TribLIVE

| USWorld


 
Larger text Larger text Smaller text Smaller text | Order Photo Reprints

Brothers sentenced in killing, burial of Fla. reporter in concrete pit

Daily Photo Galleries

By The Associated Press
Thursday, Feb. 13, 2014, 9:06 p.m.
 

PENSACOLA, Fla. — A former reporter became friends with twin brothers through the world of fantasy card and role-playing games, and it was a set of $100,000 collectible cards that led one of the brothers to kill the journalist and bury his body in a concrete-covered pit. The other brother helped cover up the crime.

Both were sentenced on Thursday. William Cormier III was convicted of first-degree murder and given life in prison without parole for beating Sean Dugas to death with a hammer and burying him in a concrete-covered pit in Georgia in 2012. Cormier's twin, Christopher, pleaded no contest to charges of helping his brother move the body. He was sentenced to 15 years.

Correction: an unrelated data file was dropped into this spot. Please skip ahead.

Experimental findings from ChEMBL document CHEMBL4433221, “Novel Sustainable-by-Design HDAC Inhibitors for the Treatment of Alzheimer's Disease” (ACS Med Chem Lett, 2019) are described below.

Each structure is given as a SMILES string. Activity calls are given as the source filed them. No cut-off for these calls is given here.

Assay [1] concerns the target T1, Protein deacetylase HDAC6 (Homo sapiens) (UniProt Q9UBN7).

Prosecutors said Cormier III was so desperate for money that he killed Dugas so he could steal his collection of cards, some of which featured artwork of dragons, birds and islands, for the game “Magic: The Gathering.”

Dugas worked as a multimedia and crime reporter for the Pensacola News Journal from 2005 to 2010.

Cormier III, who was the only witness to testify for the defense at his own trial, said Christopher was the one who killed Dugas.

 

 
 


Show commenting policy

Most-Read Nation

  1. Johns Hopkins will pay $190 million to settle hidden camera lawsuit
  2. Retaliation at VA common, watchdog group finds
  3. Teen admits targeting Albuquerque transients, police say
  4. Beef industry’s environmental footprint bigger than pork, poultry, eggs, dairy, study finds
  5. Rumors swirl that Obamas to buy in Calif.
  6. War hero who held off Taliban attack gets Medal of Honor
  7. Texas governor to send Guard to Mexican border
  8. Tsarnaev’s friend convicted in Boston Marathon bombing
  9. Ohio teen athlete’s death prompts warning about caffeine powder
  10. Immigration courts bracing for influx of youth migrants
  11. Supreme Court justices’ cellphone privacy ruling likely to have broad impact
Subscribe today! Click here for our subscription offers.